Writing is something I can’t NOT do. Ever since I was a kid, I’ve wanted to write stories
Of course, I didn’t know what I was doing when I tried to write a story, always frustrated that I couldn’t get on the page what was in my head.
I spent a lot of years trying, with little success. But the urge would overcome me, a story idea would pop into my head, so I’d try again. Same old, same old — the finished product was nothing like the grandiose ideas I had.
Then life interfered — a good life, don’t get me wrong — marriage and 3 wonderful children, some of the best years in my life.
Then, all of a sudden, kids were grown up and off doing their own thing, and I was one again swallowed up in this desire to write stories. I joined writers groups, even took a college classes in “Creative Writing”, one of which turned out to be about writing poetry. That was fun, interesting, and creative, but it didn’t satisfy my urge to tell a story.
Then, life changed again. Retirement loomed, and a chance to move from my hometown of Phoenix to the cool air of Portland, Oregon. Why not? Two of those three kids of mine would be close by, and I was sick of the stifling heat of the Southwest.
After that big move,I still had the urge to write stories, and Portland seemed to be a town filled with writers. I soon found Oregon Writers Colony, a delightful group of people who all had the same urge. Then, I learned about one of the Colony’s upcoming events: a writing workshop led by a famous teacher, James N. Frey, of “How to Write a Damn Good Novel” fame. I signed up and drove to the Oregon coast to the “Colonyhouse”, a beach house owned by Oregon Writers Colony, overlooking the Pacific, to attend that the Frey workshop.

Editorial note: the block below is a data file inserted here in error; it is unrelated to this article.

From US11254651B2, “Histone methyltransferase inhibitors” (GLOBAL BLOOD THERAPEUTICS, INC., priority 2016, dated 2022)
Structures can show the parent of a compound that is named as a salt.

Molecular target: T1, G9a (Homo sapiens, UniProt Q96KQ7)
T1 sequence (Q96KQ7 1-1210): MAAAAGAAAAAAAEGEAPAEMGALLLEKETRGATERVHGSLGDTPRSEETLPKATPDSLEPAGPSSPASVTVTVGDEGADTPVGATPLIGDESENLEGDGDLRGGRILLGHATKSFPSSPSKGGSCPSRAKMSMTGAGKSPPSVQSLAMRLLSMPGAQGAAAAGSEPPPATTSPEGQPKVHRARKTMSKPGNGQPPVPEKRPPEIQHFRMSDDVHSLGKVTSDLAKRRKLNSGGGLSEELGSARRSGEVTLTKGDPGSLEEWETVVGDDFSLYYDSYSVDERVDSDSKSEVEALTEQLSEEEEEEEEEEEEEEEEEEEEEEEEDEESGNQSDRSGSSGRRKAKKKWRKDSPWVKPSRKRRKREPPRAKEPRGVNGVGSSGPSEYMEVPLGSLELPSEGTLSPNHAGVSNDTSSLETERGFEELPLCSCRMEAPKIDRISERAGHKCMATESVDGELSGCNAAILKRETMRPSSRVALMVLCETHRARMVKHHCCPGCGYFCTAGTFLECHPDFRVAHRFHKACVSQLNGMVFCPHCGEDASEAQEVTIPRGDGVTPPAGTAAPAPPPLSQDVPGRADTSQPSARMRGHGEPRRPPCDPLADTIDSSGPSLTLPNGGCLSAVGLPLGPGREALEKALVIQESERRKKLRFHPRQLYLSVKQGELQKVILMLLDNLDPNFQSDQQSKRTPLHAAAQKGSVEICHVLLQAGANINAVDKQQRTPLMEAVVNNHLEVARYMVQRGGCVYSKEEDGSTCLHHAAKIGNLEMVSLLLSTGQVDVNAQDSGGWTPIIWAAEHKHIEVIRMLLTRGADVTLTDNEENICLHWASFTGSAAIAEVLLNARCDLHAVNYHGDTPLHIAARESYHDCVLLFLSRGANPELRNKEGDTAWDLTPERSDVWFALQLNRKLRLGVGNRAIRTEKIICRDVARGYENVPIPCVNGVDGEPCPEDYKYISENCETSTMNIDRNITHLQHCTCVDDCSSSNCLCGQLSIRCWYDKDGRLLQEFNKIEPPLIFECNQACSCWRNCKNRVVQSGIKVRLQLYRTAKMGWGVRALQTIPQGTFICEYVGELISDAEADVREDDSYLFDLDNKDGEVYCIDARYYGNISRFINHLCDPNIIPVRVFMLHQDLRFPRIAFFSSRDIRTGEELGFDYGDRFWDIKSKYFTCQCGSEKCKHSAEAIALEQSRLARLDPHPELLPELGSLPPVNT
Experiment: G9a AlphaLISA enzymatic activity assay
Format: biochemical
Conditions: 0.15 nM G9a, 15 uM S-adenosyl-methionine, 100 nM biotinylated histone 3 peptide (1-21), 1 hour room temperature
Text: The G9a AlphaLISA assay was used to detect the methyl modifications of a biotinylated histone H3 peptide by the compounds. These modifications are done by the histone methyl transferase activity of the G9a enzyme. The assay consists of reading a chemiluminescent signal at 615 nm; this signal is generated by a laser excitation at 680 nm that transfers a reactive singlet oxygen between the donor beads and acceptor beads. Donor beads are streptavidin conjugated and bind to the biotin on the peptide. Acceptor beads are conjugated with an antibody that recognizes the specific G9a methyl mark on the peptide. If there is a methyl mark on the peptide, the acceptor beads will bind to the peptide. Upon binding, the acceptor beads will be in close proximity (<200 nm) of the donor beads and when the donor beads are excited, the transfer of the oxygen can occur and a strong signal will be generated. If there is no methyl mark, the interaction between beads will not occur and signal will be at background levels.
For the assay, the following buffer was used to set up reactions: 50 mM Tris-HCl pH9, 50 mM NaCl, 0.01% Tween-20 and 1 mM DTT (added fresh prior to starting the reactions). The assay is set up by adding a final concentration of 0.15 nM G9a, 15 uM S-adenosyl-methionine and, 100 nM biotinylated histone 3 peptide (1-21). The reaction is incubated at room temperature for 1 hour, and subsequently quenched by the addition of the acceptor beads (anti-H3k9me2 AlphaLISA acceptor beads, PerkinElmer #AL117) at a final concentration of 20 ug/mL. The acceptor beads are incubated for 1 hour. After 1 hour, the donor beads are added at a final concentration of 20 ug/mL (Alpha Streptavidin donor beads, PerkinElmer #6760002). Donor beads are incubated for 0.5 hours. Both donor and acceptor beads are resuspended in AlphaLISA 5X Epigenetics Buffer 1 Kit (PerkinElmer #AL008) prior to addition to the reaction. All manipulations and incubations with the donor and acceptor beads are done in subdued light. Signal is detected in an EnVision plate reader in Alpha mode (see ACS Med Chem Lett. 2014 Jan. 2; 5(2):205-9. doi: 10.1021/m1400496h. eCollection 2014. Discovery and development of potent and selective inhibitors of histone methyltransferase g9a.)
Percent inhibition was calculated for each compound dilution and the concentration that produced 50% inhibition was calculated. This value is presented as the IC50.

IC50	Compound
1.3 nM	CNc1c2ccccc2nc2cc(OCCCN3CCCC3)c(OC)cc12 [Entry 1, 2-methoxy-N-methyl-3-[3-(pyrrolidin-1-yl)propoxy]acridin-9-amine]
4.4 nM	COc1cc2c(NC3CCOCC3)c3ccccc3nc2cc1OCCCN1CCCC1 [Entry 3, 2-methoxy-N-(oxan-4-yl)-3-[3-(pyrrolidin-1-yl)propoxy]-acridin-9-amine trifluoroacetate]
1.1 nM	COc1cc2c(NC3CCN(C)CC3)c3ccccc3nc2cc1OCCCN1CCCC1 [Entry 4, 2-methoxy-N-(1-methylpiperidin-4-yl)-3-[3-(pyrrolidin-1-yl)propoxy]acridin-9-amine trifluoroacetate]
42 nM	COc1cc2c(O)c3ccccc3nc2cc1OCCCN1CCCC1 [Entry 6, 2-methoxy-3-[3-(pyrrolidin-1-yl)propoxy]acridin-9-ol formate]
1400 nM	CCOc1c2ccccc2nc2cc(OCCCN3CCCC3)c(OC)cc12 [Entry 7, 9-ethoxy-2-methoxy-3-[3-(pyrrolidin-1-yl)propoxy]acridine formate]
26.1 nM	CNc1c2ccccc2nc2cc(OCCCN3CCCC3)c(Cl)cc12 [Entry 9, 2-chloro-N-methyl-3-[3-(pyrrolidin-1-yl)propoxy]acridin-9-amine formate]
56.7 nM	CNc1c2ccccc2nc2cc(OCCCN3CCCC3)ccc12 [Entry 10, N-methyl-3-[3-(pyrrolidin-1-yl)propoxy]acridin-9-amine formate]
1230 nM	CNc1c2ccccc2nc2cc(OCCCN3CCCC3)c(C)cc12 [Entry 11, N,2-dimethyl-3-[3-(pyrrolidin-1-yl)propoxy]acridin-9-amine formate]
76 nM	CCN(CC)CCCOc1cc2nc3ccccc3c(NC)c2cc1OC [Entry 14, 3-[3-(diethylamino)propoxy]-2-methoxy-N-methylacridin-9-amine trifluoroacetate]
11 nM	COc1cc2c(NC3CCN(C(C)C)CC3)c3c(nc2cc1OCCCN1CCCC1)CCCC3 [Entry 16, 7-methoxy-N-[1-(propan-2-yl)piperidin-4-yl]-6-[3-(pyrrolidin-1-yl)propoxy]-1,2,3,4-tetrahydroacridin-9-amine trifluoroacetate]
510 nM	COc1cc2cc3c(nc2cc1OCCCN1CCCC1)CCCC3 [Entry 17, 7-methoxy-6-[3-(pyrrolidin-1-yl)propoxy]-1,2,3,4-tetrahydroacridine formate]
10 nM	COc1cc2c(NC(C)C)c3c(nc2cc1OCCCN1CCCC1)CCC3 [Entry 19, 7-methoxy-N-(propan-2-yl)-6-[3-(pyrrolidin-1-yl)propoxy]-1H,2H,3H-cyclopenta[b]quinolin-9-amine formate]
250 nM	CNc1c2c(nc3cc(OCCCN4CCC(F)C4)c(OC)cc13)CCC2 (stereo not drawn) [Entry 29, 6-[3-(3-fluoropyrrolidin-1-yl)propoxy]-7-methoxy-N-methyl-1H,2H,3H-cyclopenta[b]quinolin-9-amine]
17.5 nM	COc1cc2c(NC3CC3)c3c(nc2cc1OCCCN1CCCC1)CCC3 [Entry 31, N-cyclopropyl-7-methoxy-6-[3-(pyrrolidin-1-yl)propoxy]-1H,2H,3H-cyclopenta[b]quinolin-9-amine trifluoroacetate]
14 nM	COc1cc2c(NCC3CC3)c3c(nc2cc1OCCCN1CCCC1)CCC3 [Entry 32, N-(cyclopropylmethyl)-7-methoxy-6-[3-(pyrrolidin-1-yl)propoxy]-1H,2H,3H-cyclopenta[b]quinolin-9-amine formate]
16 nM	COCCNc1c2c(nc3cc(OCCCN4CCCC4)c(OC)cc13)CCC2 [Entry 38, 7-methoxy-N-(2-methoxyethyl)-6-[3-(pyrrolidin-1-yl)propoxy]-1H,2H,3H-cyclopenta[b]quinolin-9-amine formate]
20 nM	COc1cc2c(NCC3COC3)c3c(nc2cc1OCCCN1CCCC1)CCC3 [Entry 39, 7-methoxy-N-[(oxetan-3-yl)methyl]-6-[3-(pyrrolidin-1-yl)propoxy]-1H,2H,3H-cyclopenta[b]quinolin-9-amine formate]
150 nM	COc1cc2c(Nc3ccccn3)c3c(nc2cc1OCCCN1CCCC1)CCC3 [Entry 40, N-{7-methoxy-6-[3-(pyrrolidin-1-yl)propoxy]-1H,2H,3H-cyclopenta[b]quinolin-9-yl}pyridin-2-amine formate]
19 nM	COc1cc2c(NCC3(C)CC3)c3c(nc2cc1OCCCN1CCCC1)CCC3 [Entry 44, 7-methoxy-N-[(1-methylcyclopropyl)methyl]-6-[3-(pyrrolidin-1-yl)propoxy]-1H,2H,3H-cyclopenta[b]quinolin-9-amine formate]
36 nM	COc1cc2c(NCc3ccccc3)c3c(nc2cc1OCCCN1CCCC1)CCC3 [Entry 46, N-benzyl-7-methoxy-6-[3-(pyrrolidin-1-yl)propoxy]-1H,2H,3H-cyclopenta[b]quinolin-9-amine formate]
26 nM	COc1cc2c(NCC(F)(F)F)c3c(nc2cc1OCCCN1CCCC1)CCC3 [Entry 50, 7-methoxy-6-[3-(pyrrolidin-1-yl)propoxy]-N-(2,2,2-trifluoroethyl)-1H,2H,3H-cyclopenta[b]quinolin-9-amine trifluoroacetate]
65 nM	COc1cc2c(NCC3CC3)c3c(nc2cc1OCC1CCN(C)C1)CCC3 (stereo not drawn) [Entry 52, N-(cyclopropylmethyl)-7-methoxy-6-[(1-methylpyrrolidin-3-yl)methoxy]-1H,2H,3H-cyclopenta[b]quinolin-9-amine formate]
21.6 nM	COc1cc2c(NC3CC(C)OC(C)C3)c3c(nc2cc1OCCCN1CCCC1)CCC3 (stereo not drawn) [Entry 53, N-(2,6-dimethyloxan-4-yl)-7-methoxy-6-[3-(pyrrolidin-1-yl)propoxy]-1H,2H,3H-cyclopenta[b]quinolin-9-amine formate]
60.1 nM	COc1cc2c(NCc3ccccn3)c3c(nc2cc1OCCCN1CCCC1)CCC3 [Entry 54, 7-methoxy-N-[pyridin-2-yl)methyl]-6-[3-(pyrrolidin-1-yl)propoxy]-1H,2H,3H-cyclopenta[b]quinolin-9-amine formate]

There, I met people who have became some of my closest and dearest friends—all with the same “Divine Madness”, as the great Ray Bradbury called it; an overwhelming desire to write.
Jm Frey blew us all away with what he taught us that week. And when the workshop was over and I drove back to Portland, I felt as if my car’s wheels never touched the pavement. I felt as if I flew to Portland six feet up in the air.
I still hang out with some of the people who were in that workshop – some have gone on to become famous writers like Marjorie Reynolds and Susan Clayton Goldner. Some of us are still learning and growing in our grasp of the craft. And more help came along during my journey learning the craft from writers Marjorie Reynolds and Larry Brooks
We all still love what we do and feel like some of the luckiest people in the world, getting to spend time telling stories.